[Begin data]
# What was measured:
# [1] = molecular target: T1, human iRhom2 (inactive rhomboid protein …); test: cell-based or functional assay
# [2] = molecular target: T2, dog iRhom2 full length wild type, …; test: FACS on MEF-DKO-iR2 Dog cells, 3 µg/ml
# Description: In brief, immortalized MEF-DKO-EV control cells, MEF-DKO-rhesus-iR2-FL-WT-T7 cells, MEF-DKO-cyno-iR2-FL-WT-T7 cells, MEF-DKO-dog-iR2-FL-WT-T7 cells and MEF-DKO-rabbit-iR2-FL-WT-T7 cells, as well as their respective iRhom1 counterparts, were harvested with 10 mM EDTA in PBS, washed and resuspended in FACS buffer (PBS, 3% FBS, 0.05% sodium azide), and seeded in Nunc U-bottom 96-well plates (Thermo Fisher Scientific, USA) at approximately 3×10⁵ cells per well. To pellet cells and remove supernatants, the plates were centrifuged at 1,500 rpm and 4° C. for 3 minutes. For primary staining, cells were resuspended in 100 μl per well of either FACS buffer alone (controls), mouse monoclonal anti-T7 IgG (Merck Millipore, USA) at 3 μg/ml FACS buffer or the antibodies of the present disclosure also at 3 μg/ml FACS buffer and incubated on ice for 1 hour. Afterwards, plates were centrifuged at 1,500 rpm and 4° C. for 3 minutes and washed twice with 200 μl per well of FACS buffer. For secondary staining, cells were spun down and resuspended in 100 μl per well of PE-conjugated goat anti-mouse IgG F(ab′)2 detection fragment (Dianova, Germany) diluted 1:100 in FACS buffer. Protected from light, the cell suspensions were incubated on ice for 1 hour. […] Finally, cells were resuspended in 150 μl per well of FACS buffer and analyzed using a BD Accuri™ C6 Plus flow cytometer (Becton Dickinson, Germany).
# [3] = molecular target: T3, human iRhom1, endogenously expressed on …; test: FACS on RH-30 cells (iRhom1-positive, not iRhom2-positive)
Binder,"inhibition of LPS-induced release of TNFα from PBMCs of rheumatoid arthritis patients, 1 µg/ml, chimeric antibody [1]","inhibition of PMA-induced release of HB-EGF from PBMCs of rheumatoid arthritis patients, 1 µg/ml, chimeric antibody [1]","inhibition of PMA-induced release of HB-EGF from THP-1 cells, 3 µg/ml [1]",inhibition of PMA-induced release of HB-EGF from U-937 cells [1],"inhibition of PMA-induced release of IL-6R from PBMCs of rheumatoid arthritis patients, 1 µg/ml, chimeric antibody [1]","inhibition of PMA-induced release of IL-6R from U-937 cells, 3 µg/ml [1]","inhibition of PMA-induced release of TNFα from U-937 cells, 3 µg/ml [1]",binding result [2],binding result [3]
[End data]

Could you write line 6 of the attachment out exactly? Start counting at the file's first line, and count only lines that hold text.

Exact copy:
Binder,"inhibition of LPS-induced release of TNFα from PBMCs of rheumatoid arthritis patients, 1 µg/ml, chimeric antibody [1]","inhibition of PMA-induced release of HB-EGF from PBMCs of rheumatoid arthritis patients, 1 µg/ml, chimeric antibody [1]","inhibition of PMA-induced release of HB-EGF from THP-1 cells, 3 µg/ml [1]",inhibition of PMA-induced release of HB-EGF from U-937 cells [1],"inhibition of PMA-induced release of IL-6R from PBMCs of rheumatoid arthritis patients, 1 µg/ml, chimeric antibody [1]","inhibition of PMA-induced release of IL-6R from U-937 cells, 3 µg/ml [1]","inhibition of PMA-induced release of TNFα from U-937 cells, 3 µg/ml [1]",binding result [2],binding result [3]